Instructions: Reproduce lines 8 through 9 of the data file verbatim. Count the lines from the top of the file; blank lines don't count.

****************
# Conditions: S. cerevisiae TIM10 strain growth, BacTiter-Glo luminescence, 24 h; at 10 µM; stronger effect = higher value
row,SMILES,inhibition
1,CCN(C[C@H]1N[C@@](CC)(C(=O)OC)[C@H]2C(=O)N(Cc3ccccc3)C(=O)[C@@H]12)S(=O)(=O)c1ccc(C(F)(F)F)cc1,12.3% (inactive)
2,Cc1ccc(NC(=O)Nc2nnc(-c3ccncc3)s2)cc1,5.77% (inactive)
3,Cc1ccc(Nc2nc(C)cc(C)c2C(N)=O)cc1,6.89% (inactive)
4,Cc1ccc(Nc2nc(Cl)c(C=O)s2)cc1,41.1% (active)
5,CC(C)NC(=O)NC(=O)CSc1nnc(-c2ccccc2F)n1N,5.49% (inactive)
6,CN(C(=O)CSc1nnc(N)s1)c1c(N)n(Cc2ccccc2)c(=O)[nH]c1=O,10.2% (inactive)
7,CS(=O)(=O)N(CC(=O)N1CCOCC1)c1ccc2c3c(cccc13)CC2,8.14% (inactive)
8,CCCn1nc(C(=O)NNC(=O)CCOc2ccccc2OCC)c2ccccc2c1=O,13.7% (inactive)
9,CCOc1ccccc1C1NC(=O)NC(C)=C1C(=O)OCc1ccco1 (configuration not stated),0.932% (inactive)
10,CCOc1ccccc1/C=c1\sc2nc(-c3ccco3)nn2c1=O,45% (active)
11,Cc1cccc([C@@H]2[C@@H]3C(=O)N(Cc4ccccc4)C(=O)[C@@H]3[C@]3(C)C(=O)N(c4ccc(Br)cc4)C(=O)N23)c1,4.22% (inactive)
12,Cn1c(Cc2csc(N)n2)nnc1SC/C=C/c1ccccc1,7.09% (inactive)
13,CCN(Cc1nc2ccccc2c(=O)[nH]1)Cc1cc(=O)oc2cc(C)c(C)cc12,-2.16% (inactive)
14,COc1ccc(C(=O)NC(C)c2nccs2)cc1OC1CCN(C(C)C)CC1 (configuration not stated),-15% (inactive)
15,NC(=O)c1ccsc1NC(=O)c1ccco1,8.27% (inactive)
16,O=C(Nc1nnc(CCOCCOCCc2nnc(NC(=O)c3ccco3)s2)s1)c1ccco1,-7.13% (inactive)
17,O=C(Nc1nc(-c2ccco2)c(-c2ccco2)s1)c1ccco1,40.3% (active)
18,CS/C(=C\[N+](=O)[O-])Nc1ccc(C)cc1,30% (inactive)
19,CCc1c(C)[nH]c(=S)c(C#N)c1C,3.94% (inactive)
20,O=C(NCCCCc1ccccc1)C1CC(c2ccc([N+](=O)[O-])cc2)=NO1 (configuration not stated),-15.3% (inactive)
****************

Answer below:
6,CN(C(=O)CSc1nnc(N)s1)c1c(N)n(Cc2ccccc2)c(=O)[nH]c1=O,10.2% (inactive)
7,CS(=O)(=O)N(CC(=O)N1CCOCC1)c1ccc2c3c(cccc13)CC2,8.14% (inactive)